With all this data mining, it raises the question: is there truly anything that we can hide?  And in regards to the data collected, who is keeping it secure, and how secure is it?  Individually, one person’s data about their shopping habits is somewhat worthless, but to an online retailer, this is what differentiates between a sale and a bust.   Multiply this by millions of people, and you got a multibillion dollar industry underway.  Data is the diamonds of the IoT.  However, unlike diamonds, there are real people with real lives behind those numbers.  If the data is not secure, anyone can access this kind of information.  In class there was a discussion about how there was safety in numbers, arguing that because there is so much information, it is extremely difficult to trace you and that you are not important enough.  However, the issue is not that your information is buried among others; it is the fact that it is there and it is easy to access.  How much data is enough data, and how much are we investing into keeping it secure?

When I was younger, my parents made me not use a calculator when I was doing any arithmetic assignment.  They wanted me to learn how to add, subtract, multiply, divide, and know the formulas of basic shapes.  I was able to do mental math fairly quickly in my head.  However, when I started my junior year of high school, I started to become more dependent on my calculator.  A calculator ensures that all your answers are correct, but it does not promise that you understand how to calculate an integral.  The Internet of Things is just like a calculator, it promises to make life great, but makes us forget and not understand what makes life great in the first place.

PS.  Since we often talk about tech dystopias, I would suggest the TV series Black Mirror.  The topics they cover are not exactly happening, but with the rapid development of technology, the events that occur could happen.  Some episodes, especially the first one, can get dark and messed up pretty quickly, so choose which one wisely.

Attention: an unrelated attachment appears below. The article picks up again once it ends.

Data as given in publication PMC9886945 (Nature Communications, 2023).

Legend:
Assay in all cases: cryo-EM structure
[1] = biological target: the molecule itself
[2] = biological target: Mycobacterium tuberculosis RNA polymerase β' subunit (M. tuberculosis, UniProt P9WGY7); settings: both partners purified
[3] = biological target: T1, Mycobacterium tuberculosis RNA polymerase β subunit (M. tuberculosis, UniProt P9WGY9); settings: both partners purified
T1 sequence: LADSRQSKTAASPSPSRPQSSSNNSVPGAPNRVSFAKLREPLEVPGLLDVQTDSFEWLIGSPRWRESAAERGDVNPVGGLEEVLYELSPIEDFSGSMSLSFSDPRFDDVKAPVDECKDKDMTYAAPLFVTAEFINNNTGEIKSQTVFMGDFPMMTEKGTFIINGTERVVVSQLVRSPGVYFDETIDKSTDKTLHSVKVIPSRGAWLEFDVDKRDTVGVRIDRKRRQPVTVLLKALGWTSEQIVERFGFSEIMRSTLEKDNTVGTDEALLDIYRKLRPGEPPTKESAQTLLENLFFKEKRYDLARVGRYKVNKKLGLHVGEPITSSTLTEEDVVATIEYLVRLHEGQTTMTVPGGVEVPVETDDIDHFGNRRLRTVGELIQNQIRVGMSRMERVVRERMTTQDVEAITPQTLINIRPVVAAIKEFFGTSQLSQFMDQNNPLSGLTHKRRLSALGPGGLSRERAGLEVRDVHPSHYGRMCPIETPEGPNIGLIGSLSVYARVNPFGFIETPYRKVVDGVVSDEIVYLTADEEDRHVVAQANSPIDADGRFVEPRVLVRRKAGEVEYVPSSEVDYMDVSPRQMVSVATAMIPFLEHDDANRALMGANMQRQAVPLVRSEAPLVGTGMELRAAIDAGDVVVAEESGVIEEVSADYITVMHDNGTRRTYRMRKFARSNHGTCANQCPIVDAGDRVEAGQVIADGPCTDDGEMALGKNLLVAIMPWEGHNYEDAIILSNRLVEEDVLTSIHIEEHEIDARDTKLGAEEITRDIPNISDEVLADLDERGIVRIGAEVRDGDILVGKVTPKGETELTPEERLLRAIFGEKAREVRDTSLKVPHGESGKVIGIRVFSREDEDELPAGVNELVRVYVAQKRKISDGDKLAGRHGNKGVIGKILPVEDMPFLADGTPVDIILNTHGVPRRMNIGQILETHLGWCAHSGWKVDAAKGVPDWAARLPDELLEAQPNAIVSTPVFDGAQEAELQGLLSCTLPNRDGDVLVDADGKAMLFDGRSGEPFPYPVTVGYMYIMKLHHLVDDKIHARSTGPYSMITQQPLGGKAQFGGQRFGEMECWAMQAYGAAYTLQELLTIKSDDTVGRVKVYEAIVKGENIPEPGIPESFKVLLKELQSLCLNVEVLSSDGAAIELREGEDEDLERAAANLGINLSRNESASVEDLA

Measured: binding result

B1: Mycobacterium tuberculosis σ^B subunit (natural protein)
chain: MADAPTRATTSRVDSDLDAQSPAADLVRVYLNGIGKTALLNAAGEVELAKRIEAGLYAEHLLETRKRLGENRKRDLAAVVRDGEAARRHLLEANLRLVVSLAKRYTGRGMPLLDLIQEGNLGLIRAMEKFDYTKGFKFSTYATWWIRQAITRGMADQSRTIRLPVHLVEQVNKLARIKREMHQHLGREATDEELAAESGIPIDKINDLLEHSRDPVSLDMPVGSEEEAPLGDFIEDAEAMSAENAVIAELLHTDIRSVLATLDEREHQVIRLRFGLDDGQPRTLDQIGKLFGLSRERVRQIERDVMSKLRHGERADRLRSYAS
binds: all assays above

1. Jim Waldo

    October 7, 2017 @ 9:38 pm


    An interesting set of observations. I think I see a possible student in CS 105 (a course that Dean Smith and I designed and that I still teach) in the future.

    One question that connects with all of this is who really knows about you from all of that data? I have a colleague who always talks about what Google knows about him. But Google is a company, and not the kind of thing that knows. The servers at Google certainly send me ads based on the data that is in those servers, but I’m not sure that computers know things, either. And I’m pretty sure that there is no one at Google who cares enough about me to know anything from all this data (although I have many good friends who work there).

    This gets to one of the thorny issues in discussing privacy. Is the worry that there is enough data gathered about me that someone with access to that data could know all kinds of things about me, or is there only a worry when there is actually someone who does put all the data together to know things about me? I’m not sure I know the answer, but we will talk about this in a coming class…

  2. profsmith

    October 8, 2017 @ 5:59 pm


    It’s been interesting to watch the evolution of the IoT. As we saw in the reading, much of the early discussion focused on the technical challenges of smart devices that would require power, coordination, and replacement. Today, as we saw in class, much of the discussion is around the implications of collecting so much personal data. Thanks for your thoughts on this important topic!